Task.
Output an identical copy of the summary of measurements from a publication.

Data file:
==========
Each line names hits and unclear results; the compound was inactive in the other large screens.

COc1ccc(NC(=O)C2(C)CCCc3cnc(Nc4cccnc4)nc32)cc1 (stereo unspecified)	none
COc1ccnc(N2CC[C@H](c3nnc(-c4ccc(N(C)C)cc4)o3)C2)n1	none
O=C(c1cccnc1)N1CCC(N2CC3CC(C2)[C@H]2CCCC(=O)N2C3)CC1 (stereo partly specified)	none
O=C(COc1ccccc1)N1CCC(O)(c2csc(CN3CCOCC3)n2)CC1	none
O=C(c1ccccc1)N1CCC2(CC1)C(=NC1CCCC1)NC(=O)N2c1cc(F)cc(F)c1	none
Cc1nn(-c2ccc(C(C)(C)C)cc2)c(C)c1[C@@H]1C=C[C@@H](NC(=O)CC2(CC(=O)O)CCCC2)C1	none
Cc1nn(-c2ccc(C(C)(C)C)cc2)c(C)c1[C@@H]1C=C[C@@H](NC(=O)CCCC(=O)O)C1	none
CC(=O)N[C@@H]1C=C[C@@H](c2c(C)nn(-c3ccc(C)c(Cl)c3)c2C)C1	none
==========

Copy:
Each line names hits and unclear results; the compound was inactive in the other large screens.

COc1ccc(NC(=O)C2(C)CCCc3cnc(Nc4cccnc4)nc32)cc1 (stereo unspecified)	none
COc1ccnc(N2CC[C@H](c3nnc(-c4ccc(N(C)C)cc4)o3)C2)n1	none
O=C(c1cccnc1)N1CCC(N2CC3CC(C2)[C@H]2CCCC(=O)N2C3)CC1 (stereo partly specified)	none
O=C(COc1ccccc1)N1CCC(O)(c2csc(CN3CCOCC3)n2)CC1	none
O=C(c1ccccc1)N1CCC2(CC1)C(=NC1CCCC1)NC(=O)N2c1cc(F)cc(F)c1	none
Cc1nn(-c2ccc(C(C)(C)C)cc2)c(C)c1[C@@H]1C=C[C@@H](NC(=O)CC2(CC(=O)O)CCCC2)C1	none
Cc1nn(-c2ccc(C(C)(C)C)cc2)c(C)c1[C@@H]1C=C[C@@H](NC(=O)CCCC(=O)O)C1	none
CC(=O)N[C@@H]1C=C[C@@H](c2c(C)nn(-c3ccc(C)c(Cl)c3)c2C)C1	none